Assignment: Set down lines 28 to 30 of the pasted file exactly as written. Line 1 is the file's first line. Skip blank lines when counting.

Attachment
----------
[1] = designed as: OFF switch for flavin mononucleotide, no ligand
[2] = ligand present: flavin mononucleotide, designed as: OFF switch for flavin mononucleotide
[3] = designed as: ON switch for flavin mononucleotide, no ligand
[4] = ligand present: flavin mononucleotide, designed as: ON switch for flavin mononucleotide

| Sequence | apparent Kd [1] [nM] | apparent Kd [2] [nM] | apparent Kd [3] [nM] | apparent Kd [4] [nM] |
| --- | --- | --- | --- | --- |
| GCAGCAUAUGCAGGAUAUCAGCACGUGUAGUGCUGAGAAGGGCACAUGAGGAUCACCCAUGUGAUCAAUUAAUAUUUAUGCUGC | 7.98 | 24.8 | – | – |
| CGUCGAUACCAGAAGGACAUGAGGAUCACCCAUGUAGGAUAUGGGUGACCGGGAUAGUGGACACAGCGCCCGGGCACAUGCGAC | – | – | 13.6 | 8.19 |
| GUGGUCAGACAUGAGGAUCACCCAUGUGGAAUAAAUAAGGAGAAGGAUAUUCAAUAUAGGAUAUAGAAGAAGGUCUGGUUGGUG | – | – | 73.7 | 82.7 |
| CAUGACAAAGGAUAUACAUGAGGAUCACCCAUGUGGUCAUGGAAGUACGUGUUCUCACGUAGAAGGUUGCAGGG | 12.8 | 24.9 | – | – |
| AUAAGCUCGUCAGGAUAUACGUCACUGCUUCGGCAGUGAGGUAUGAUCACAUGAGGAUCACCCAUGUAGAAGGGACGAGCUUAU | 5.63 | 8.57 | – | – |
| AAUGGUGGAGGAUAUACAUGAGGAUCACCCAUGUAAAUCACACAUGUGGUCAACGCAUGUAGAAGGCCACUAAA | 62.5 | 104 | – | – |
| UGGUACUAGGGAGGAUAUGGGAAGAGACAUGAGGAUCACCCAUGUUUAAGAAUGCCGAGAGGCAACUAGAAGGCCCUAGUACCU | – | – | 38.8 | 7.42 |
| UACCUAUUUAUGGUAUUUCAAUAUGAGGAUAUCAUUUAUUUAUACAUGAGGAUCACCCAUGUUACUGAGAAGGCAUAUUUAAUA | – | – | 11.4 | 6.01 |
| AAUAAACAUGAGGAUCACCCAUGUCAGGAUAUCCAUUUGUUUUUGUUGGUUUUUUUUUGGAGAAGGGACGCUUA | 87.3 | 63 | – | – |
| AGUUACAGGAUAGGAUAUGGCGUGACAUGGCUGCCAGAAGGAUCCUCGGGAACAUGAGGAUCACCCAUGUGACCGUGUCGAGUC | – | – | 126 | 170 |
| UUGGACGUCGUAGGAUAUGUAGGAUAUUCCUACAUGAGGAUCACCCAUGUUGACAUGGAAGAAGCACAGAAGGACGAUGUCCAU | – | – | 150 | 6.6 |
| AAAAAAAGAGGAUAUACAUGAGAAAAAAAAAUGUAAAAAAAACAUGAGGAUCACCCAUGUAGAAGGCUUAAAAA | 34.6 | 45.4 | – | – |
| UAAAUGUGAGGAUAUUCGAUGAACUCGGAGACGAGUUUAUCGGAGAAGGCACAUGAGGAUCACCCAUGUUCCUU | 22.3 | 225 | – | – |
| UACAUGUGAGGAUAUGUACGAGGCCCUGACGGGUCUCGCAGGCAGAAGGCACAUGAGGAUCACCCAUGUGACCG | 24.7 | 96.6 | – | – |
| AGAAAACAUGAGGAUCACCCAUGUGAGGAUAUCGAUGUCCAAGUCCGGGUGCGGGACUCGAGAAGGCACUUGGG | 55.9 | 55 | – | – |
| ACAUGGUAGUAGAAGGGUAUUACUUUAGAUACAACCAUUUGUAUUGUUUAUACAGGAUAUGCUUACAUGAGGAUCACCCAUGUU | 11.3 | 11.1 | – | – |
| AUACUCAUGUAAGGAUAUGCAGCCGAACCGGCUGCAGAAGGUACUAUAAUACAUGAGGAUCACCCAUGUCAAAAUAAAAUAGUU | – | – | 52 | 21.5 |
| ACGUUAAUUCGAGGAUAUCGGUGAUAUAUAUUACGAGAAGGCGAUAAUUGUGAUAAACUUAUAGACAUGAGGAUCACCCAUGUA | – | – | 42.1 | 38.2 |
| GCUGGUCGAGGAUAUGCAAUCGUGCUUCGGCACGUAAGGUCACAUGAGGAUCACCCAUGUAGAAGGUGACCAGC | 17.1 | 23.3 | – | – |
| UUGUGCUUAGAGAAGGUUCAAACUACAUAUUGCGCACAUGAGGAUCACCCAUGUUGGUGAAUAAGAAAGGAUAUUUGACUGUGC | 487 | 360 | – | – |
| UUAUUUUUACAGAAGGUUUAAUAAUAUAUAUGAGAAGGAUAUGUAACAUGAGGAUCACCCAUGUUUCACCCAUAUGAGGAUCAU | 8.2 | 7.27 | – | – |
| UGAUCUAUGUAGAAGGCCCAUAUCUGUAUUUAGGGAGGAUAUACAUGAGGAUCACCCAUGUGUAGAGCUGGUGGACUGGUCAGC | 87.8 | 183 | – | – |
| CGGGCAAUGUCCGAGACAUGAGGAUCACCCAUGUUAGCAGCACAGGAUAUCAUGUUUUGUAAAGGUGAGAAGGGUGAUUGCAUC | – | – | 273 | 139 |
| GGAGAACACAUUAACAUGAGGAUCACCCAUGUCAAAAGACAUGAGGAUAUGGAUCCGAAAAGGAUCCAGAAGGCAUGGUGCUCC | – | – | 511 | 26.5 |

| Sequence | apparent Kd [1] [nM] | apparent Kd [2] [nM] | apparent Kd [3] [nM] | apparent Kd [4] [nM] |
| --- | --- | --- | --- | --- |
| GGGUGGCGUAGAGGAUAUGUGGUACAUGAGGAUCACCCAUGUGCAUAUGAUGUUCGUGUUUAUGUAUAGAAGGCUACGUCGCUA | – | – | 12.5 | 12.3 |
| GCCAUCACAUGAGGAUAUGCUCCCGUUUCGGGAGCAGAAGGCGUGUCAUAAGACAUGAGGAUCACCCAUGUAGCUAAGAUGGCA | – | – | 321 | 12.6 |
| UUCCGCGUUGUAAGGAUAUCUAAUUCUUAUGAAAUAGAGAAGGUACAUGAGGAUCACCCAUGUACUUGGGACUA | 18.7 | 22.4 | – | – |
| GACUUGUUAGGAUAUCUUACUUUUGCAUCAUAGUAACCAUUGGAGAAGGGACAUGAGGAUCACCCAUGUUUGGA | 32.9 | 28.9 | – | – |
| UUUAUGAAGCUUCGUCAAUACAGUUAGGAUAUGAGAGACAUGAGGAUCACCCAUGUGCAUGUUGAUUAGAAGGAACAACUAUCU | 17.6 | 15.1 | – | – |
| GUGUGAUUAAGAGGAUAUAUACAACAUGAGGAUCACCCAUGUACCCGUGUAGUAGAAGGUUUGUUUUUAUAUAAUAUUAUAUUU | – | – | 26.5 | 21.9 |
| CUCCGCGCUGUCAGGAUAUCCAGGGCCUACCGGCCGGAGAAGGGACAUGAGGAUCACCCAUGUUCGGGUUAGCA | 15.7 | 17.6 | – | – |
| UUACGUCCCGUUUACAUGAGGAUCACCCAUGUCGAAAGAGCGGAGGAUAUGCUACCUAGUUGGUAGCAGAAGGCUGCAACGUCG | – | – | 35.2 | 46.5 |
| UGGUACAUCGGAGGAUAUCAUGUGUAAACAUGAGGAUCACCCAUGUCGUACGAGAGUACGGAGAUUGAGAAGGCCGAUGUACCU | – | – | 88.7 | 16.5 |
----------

| UGAUCUAUGUAGAAGGCCCAUAUCUGUAUUUAGGGAGGAUAUACAUGAGGAUCACCCAUGUGUAGAGCUGGUGGACUGGUCAGC | 87.8 | 183 | – | – |
| CGGGCAAUGUCCGAGACAUGAGGAUCACCCAUGUUAGCAGCACAGGAUAUCAUGUUUUGUAAAGGUGAGAAGGGUGAUUGCAUC | – | – | 273 | 139 |
| GGAGAACACAUUAACAUGAGGAUCACCCAUGUCAAAAGACAUGAGGAUAUGGAUCCGAAAAGGAUCCAGAAGGCAUGGUGCUCC | – | – | 511 | 26.5 |